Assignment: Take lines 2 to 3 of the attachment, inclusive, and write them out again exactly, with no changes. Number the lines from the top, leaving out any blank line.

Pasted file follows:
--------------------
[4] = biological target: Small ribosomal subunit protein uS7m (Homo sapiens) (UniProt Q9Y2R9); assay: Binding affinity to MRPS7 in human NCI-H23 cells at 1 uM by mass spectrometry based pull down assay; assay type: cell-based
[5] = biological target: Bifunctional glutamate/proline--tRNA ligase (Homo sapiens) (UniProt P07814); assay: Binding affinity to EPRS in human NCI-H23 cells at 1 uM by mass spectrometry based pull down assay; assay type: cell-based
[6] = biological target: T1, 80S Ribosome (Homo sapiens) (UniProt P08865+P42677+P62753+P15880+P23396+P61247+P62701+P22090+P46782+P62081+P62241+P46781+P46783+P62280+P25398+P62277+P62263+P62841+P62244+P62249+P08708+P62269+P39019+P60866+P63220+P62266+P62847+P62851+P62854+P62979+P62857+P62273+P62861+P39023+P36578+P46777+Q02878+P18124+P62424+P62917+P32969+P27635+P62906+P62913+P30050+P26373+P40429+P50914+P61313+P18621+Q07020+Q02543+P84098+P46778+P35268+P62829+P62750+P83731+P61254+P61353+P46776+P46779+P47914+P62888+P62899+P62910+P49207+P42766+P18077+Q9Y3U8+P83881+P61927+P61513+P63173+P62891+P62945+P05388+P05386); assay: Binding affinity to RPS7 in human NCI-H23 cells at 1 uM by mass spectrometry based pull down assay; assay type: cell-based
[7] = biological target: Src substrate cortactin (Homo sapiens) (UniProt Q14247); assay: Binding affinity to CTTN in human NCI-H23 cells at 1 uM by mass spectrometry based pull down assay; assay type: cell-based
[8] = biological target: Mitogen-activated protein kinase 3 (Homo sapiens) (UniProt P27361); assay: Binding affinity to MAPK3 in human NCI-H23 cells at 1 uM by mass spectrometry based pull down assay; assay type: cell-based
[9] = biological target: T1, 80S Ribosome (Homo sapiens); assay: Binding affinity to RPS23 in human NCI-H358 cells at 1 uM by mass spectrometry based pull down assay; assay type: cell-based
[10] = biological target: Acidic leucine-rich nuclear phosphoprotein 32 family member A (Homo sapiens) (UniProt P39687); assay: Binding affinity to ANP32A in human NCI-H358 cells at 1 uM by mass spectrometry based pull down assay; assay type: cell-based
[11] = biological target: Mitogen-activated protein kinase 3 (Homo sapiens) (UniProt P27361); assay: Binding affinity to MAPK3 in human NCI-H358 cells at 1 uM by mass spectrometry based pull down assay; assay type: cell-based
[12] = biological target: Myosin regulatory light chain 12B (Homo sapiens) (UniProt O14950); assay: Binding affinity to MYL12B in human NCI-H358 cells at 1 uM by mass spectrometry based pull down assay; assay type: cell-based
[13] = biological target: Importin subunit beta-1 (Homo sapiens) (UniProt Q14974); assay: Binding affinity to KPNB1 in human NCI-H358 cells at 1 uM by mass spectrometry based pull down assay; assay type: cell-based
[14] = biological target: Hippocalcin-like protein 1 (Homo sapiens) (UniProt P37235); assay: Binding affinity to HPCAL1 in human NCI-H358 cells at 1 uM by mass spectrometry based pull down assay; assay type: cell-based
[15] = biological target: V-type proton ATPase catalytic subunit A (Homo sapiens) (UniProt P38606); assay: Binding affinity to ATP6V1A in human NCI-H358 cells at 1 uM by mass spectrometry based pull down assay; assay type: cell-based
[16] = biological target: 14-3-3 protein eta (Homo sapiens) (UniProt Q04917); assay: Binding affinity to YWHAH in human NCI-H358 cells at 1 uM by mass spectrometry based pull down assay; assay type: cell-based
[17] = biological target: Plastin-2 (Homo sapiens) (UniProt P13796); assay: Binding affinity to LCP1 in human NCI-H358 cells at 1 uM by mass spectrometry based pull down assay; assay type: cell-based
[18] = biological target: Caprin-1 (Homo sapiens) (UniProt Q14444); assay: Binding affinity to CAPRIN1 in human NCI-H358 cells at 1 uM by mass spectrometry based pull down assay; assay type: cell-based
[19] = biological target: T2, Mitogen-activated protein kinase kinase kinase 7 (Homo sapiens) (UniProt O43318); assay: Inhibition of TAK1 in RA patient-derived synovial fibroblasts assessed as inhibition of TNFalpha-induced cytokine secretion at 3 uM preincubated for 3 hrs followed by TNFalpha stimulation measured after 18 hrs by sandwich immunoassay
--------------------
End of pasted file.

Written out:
[5] = biological target: Bifunctional glutamate/proline--tRNA ligase (Homo sapiens) (UniProt P07814); assay: Binding affinity to EPRS in human NCI-H23 cells at 1 uM by mass spectrometry based pull down assay; assay type: cell-based
[6] = biological target: T1, 80S Ribosome (Homo sapiens) (UniProt P08865+P42677+P62753+P15880+P23396+P61247+P62701+P22090+P46782+P62081+P62241+P46781+P46783+P62280+P25398+P62277+P62263+P62841+P62244+P62249+P08708+P62269+P39019+P60866+P63220+P62266+P62847+P62851+P62854+P62979+P62857+P62273+P62861+P39023+P36578+P46777+Q02878+P18124+P62424+P62917+P32969+P27635+P62906+P62913+P30050+P26373+P40429+P50914+P61313+P18621+Q07020+Q02543+P84098+P46778+P35268+P62829+P62750+P83731+P61254+P61353+P46776+P46779+P47914+P62888+P62899+P62910+P49207+P42766+P18077+Q9Y3U8+P83881+P61927+P61513+P63173+P62891+P62945+P05388+P05386); assay: Binding affinity to RPS7 in human NCI-H23 cells at 1 uM by mass spectrometry based pull down assay; assay type: cell-based